If left untreated fleas can make your pet miserable! Fleabites can lead to infections and possibly even more serious diseases. Today our Mooresville vets explain how to spot the signs of flea infestations, and what you can do to prevent fleas.
What are fleas?
Fleas are external parasites that depend upon a host animal for their survival. Cats and dogs make ideal hosts for these unwanted pests. Unless you step-in and break their lifecycle, fleas will continue to thrive and reproduce on your pet, and in your home.
What signs of flea infestation should I look for?
Itching and scratching is often the first sign that your pet may be hosting fleas. Itchiness is caused by an allergy to the protein in flea saliva. The bite of just a single flea bite could cause your pet to become agitated and begin scratching excessively.
Red bumps or pimples on your pet's groin, belly, under the legs, on their behind, or at the base of their tail, is another sign that your dog or cat may have fleas. Hair loss, dry skin, and lesions in the areas where your pet is scratching could lead to infection and more severe diseases if fleas are left untreated.
How can I check my pet for fleas?
Adult fleas are small, brown and relatively easy to see with the naked eye.
Check your pet's comb or brush for signs of fleas during weekly grooming sessions. Thoroughly check for fleas in thinly-haired areas like your pet's abdomen by having your dog or cat lie on their side during grooming.
Using a fine-toothed flea comb (available from your vet's office) can be helpful for spotting flea feces. Fleas feces (or flea dirt) looks similar to black pepper or tiny grains of sand that turn red when wet. Run the flea comb along your pet's underbelly or back and check the comb for signs of flea dirt with each stroke. Having your pet stand on a white towel or cloth while you brush them will make seeing the black droppings easier as they fall from your pet while you comb.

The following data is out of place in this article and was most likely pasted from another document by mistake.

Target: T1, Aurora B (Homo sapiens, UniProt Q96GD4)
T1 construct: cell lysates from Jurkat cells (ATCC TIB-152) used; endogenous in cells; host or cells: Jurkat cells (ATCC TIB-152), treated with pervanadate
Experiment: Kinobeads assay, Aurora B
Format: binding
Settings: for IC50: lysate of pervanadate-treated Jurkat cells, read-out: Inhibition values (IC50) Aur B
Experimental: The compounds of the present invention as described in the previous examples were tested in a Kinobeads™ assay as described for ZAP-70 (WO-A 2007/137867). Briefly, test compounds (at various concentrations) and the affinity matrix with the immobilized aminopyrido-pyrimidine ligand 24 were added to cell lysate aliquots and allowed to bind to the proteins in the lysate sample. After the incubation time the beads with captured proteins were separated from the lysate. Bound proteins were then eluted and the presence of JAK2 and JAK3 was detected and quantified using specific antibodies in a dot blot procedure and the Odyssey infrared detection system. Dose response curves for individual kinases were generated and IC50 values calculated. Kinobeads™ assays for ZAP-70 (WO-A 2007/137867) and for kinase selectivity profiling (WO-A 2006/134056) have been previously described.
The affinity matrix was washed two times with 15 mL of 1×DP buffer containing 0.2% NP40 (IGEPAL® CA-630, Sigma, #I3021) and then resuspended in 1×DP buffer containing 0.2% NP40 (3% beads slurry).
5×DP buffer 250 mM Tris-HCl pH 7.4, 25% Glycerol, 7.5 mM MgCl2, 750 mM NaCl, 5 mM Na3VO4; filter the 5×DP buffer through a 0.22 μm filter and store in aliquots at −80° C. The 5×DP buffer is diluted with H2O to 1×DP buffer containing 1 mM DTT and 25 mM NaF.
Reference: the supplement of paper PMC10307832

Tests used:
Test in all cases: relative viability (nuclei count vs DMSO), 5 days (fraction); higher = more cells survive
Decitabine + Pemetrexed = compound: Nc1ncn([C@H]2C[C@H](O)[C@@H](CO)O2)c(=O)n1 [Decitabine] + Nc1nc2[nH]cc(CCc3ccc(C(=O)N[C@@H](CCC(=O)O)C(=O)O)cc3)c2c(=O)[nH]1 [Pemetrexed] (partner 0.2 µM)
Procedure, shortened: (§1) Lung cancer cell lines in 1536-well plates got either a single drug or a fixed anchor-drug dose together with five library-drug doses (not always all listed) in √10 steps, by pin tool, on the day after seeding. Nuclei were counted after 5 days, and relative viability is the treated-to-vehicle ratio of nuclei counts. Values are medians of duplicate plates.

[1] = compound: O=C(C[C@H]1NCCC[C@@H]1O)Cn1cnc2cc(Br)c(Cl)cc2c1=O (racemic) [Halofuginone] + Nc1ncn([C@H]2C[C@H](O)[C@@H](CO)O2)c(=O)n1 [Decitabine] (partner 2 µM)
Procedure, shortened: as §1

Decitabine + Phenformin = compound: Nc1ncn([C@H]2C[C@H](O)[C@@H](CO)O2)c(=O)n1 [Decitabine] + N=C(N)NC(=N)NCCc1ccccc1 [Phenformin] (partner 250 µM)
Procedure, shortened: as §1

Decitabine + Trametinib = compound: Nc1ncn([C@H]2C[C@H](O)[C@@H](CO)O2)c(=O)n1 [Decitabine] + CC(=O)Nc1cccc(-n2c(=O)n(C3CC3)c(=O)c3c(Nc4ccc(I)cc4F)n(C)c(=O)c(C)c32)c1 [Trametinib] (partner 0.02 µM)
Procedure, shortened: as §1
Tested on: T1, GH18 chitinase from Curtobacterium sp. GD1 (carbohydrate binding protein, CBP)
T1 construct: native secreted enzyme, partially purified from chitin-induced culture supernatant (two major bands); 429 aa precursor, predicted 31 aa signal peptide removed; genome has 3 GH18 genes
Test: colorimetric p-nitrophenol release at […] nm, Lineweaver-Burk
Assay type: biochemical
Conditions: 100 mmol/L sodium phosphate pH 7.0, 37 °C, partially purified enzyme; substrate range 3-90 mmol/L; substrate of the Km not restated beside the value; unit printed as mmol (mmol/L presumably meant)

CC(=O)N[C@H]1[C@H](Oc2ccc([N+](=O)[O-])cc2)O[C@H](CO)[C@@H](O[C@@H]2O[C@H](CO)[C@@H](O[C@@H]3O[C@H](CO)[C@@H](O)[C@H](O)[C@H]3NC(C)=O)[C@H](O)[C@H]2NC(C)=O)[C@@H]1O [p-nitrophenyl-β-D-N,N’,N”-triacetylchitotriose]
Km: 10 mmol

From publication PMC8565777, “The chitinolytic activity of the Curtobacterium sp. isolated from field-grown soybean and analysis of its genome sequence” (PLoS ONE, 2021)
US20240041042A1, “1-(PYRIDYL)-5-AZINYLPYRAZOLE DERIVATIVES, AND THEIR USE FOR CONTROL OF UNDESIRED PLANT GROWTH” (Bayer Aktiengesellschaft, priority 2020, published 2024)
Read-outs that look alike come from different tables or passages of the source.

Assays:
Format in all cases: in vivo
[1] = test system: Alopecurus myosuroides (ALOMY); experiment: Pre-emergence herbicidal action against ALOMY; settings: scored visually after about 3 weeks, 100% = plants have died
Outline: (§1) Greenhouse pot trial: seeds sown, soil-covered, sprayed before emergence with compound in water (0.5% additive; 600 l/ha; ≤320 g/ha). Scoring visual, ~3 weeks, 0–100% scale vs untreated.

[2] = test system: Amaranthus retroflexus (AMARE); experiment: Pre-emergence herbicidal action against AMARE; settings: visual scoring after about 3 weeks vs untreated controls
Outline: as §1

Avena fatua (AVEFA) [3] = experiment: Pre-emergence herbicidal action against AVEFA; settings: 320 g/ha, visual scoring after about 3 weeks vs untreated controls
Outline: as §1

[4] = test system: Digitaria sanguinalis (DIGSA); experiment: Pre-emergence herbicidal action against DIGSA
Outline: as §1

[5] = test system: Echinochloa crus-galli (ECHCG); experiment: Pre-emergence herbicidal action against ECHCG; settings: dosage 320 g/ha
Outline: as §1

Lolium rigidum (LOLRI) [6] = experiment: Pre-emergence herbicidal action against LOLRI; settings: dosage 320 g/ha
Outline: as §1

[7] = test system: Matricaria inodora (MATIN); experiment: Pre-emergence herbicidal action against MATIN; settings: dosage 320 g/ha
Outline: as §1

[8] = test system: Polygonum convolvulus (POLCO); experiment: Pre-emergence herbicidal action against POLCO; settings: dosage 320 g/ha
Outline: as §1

I can’t find any fleas, but my pet is still scratching?
If your pet is scratching or uncomfortable but you don't see any obvious signs of fleas, make an appointment to see your vet. A skin test to check for flea allergies is available at your vet's office, and while you are there, your vet can also test your pet for other allergies which may be causing your pet's discomfort.
My pet has fleas, how do I get rid of them?
To prevent or eliminate fleas, there are a variety of safe and effective treatment options available from your vet or well-stocked pet supply stores. In severe cases, your pet may require prescription creams and antibiotics from your Mooresville vet, to help eliminate the fleas and soothe your pet's skin.
To ensure that your dog or cat doesn't develop more serious issues resulting from fleas or other parasites, prevention or early detection and treatment is essential.